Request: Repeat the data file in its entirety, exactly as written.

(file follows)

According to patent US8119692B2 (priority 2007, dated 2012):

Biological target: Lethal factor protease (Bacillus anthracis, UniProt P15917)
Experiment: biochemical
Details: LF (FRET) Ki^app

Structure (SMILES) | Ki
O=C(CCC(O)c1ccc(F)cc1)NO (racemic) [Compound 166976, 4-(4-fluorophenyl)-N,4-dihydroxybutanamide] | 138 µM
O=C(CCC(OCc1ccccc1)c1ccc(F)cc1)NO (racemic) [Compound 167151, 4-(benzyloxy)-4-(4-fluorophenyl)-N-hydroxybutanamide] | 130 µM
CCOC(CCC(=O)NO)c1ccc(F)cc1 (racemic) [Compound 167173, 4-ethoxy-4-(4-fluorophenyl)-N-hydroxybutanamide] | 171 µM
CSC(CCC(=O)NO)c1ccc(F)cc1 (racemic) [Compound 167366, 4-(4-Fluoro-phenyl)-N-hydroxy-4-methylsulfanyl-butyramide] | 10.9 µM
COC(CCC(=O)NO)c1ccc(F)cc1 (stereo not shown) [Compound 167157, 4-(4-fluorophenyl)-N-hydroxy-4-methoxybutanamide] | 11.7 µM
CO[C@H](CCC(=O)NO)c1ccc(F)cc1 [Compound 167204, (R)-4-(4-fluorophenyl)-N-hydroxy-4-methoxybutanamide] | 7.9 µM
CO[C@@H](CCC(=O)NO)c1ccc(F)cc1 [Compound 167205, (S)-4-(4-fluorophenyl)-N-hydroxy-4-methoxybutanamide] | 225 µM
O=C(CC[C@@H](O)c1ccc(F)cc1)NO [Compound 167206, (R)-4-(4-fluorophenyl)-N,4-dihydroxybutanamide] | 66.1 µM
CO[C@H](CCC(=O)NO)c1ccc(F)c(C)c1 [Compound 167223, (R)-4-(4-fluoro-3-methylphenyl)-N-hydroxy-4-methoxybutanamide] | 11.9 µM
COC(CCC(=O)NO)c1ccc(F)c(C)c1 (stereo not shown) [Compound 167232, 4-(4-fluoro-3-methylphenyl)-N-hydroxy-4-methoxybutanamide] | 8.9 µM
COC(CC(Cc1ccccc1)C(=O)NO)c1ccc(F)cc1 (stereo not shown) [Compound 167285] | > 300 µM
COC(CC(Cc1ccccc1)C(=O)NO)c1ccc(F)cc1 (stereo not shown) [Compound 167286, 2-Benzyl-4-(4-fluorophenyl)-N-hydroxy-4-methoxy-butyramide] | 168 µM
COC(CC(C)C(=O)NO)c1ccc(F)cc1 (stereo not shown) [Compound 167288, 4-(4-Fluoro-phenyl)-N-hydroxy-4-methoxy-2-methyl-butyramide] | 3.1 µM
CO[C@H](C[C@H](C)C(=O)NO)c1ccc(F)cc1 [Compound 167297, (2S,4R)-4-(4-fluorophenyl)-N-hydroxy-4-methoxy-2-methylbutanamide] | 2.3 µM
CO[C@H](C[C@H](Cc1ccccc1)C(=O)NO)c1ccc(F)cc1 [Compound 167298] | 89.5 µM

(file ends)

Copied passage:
According to patent US8119692B2 (priority 2007, dated 2012):

Biological target: Lethal factor protease (Bacillus anthracis, UniProt P15917)
Experiment: biochemical
Details: LF (FRET) Ki^app

Structure (SMILES) | Ki
O=C(CCC(O)c1ccc(F)cc1)NO (racemic) [Compound 166976, 4-(4-fluorophenyl)-N,4-dihydroxybutanamide] | 138 µM
O=C(CCC(OCc1ccccc1)c1ccc(F)cc1)NO (racemic) [Compound 167151, 4-(benzyloxy)-4-(4-fluorophenyl)-N-hydroxybutanamide] | 130 µM
CCOC(CCC(=O)NO)c1ccc(F)cc1 (racemic) [Compound 167173, 4-ethoxy-4-(4-fluorophenyl)-N-hydroxybutanamide] | 171 µM
CSC(CCC(=O)NO)c1ccc(F)cc1 (racemic) [Compound 167366, 4-(4-Fluoro-phenyl)-N-hydroxy-4-methylsulfanyl-butyramide] | 10.9 µM
COC(CCC(=O)NO)c1ccc(F)cc1 (stereo not shown) [Compound 167157, 4-(4-fluorophenyl)-N-hydroxy-4-methoxybutanamide] | 11.7 µM
CO[C@H](CCC(=O)NO)c1ccc(F)cc1 [Compound 167204, (R)-4-(4-fluorophenyl)-N-hydroxy-4-methoxybutanamide] | 7.9 µM
CO[C@@H](CCC(=O)NO)c1ccc(F)cc1 [Compound 167205, (S)-4-(4-fluorophenyl)-N-hydroxy-4-methoxybutanamide] | 225 µM
O=C(CC[C@@H](O)c1ccc(F)cc1)NO [Compound 167206, (R)-4-(4-fluorophenyl)-N,4-dihydroxybutanamide] | 66.1 µM
CO[C@H](CCC(=O)NO)c1ccc(F)c(C)c1 [Compound 167223, (R)-4-(4-fluoro-3-methylphenyl)-N-hydroxy-4-methoxybutanamide] | 11.9 µM
COC(CCC(=O)NO)c1ccc(F)c(C)c1 (stereo not shown) [Compound 167232, 4-(4-fluoro-3-methylphenyl)-N-hydroxy-4-methoxybutanamide] | 8.9 µM
COC(CC(Cc1ccccc1)C(=O)NO)c1ccc(F)cc1 (stereo not shown) [Compound 167285] | > 300 µM
COC(CC(Cc1ccccc1)C(=O)NO)c1ccc(F)cc1 (stereo not shown) [Compound 167286, 2-Benzyl-4-(4-fluorophenyl)-N-hydroxy-4-methoxy-butyramide] | 168 µM
COC(CC(C)C(=O)NO)c1ccc(F)cc1 (stereo not shown) [Compound 167288, 4-(4-Fluoro-phenyl)-N-hydroxy-4-methoxy-2-methyl-butyramide] | 3.1 µM
CO[C@H](C[C@H](C)C(=O)NO)c1ccc(F)cc1 [Compound 167297, (2S,4R)-4-(4-fluorophenyl)-N-hydroxy-4-methoxy-2-methylbutanamide] | 2.3 µM
CO[C@H](C[C@H](Cc1ccccc1)C(=O)NO)c1ccc(F)cc1 [Compound 167298] | 89.5 µM